Users can make a connection via six technologies—dial-up, ISDN, Ethernet and three wireless methods, Wi-Fi, GSM in Europe and PHS in Japan—the goal being, anywhere you are around the world, you should be able to find a local point to connect to. While DoubleClick was still beta testing iPass, Chatterton took a trip to Sydney, Australia. “I was able to connect there no problem. It was a great experience, and it was one of the leading factors in deciding to go with iPass.” DoubleClick has since deployed iPass to 378 of its mobile employees “who need to be in the office all the time—even when they’re on the road.”
End User Friendly
Some aggregators, such as Fiberlink, are managed service providers; if Joe’s Tools hires Fiberlink, Joe’s server resides with Fiberlink. With iPass, the server stays with the client—in this case, with DoubleClick. iPass gives the software to the IT team, trains them to use it and trains them to show others how to use it. “Our client isn’t the end user,” says iPass’ Sidline, “our client is the IT department.”
According to Sidline, iPass is a quick install, updates automatically and integrates with different security policies, such as VPN and anti-virus. “And they don’t just interact. The integration occurs at the software level. It’s simple and convenient, and all the end user sees is the username and password. They’re authenticated and can use their system the way they always have, whether they’re at home, on a corporate campus, in a wireless LAN or roaming.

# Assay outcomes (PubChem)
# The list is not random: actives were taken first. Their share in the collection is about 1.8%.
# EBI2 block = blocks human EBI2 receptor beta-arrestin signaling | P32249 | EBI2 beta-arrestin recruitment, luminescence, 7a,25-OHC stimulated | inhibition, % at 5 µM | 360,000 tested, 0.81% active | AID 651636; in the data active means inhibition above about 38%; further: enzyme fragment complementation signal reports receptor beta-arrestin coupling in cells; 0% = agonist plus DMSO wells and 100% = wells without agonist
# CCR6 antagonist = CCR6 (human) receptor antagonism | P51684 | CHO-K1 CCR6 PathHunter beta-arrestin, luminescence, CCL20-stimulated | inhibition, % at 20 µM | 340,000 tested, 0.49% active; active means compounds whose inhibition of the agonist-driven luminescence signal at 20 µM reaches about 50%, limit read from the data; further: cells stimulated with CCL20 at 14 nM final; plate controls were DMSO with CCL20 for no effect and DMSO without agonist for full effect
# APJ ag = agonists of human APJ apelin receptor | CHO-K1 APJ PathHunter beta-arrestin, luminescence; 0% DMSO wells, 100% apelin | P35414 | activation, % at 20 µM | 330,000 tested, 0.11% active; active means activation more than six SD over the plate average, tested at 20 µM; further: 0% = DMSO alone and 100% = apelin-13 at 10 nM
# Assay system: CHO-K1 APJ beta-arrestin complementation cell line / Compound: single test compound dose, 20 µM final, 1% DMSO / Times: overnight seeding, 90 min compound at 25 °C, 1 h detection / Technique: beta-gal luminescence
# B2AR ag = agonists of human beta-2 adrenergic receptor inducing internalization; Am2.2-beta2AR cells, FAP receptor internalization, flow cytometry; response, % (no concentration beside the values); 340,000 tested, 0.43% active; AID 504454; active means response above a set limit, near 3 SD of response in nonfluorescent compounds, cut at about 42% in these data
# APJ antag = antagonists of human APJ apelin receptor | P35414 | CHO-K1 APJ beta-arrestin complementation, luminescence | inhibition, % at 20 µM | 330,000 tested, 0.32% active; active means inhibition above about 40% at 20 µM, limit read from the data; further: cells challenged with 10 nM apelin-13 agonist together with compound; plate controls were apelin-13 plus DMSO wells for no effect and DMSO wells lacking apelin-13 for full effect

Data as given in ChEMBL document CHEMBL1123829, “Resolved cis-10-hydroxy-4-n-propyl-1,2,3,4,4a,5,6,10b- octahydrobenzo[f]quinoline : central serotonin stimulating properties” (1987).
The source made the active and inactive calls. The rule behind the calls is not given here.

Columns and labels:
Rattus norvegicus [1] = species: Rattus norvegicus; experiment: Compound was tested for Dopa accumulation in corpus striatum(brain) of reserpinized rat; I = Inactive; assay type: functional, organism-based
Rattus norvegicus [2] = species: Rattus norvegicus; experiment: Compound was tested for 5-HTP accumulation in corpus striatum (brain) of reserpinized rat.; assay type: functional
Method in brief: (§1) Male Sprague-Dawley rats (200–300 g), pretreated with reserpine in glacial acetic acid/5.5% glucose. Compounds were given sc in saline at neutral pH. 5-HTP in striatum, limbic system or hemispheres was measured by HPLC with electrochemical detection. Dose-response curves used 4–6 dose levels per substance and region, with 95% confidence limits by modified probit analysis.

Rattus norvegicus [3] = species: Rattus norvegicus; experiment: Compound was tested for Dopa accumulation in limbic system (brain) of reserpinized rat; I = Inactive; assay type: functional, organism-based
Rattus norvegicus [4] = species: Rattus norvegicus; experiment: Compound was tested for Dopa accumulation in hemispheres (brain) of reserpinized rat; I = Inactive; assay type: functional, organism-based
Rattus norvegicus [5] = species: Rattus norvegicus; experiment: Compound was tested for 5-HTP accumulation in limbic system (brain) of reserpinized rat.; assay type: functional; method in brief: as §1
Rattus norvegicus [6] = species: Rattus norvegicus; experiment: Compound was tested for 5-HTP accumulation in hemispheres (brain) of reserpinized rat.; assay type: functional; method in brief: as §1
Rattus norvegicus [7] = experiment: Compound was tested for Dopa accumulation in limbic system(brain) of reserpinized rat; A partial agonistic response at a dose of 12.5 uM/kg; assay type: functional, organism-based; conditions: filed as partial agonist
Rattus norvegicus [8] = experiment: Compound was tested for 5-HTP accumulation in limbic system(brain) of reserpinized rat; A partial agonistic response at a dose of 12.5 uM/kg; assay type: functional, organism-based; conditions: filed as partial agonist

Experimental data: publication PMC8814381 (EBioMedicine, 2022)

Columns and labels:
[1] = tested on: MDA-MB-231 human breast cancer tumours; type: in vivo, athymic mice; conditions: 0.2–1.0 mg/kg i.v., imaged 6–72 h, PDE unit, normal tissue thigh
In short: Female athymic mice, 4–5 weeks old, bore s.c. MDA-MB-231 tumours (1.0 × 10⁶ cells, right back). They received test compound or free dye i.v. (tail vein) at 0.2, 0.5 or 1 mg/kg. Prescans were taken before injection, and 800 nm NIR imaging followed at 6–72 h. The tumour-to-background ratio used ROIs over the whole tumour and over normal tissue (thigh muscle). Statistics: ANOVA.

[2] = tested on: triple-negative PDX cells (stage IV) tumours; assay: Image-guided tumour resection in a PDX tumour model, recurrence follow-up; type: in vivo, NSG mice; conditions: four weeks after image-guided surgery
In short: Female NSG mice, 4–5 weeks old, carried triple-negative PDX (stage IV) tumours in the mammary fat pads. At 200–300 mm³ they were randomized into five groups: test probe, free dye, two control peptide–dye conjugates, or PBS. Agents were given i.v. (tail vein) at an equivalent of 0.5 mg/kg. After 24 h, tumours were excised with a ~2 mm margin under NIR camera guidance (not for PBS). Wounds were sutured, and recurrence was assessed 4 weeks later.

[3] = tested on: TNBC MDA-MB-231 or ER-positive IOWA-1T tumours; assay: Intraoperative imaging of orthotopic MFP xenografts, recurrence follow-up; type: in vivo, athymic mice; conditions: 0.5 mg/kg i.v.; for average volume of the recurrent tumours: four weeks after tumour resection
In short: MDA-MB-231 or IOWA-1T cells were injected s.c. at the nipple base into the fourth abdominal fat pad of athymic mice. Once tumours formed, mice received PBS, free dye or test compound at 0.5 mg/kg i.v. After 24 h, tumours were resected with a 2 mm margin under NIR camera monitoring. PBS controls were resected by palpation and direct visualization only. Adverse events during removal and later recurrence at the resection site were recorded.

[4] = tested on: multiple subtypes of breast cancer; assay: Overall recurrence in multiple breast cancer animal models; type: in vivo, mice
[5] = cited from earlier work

With 60 customers in four countries, iPass spent 18 months building its current software version. “We built it for the worst-case scenario. We built it imagining that your CEO was on the road—that all 1,500 CEOs were on the road—and that we needed to build something rock solid,” says Sidline. Researchers asked users to perform tasks, so they could watch their intuitive responses. “We asked them to pretend they were in Dulles Airport and we told them to connect. It was a trick question—people think it’s in DC, but it’s actually Virginia.” Researchers also found that Europeans and North Americans move their eyes from the top left corner to the bottom right. Says Sidline, “We set it up to be intuitive to users, and it’s reduced the number of help desk calls.”
DoubleClick is pleased with the results as well. Its IT department doesn’t need as many people to run iPass as it needed to run the old solution. Its mobile employees are now able to get to a hotel, check their e-mail and respond to clients in a timely matter. “We were able to reduce the number of calls to our help desk by 75 percent,” says Chatterton, which also means a reduction in bodies manning the phones.
Lastly, the cost savings have been significant. DoubleClick receives a monthly report from iPass, which shows every attempted connection, every actual connection and the number of minutes he or she stayed online—for every worker. The cost per connection is determined by the type of connection and the location. By studying the reports, DoubleClick can discover anomalies—if a particular user is having difficulty connecting, IT can work with that person. It can see the costs associated with each individual, which is useful for budgeting. And it can see where connections are taking place. “We just recently renewed our contract with iPass,” says Chatterton. “We were able to look at areas of the world where we were seeing we had the most usage and negotiate better rates in those countries. iPass has been very flexible. It’s been a win-win for both of us.”